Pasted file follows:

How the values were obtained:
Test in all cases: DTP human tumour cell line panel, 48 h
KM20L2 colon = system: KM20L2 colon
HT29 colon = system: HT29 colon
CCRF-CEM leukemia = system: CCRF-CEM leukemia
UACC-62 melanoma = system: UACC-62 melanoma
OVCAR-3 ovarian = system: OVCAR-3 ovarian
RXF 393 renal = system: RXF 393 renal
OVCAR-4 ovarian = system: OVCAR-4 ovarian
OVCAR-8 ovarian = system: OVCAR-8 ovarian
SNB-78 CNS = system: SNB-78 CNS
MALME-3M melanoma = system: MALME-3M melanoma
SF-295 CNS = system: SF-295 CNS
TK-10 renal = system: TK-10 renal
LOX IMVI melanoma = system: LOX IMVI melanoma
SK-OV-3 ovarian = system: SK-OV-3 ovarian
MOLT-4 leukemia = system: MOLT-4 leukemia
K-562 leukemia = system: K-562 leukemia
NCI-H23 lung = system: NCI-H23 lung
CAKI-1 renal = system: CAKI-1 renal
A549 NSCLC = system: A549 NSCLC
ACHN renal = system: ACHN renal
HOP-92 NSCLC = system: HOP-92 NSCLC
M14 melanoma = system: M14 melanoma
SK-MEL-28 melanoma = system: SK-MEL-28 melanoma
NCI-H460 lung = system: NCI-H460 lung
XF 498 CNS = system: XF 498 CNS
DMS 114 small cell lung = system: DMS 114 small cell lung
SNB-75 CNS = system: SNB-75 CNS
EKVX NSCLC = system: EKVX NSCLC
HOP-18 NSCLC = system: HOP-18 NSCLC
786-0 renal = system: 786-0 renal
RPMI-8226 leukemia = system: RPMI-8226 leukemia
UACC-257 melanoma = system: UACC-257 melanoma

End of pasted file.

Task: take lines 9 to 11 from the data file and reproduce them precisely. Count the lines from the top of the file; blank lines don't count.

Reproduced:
OVCAR-4 ovarian = system: OVCAR-4 ovarian
OVCAR-8 ovarian = system: OVCAR-8 ovarian
SNB-78 CNS = system: SNB-78 CNS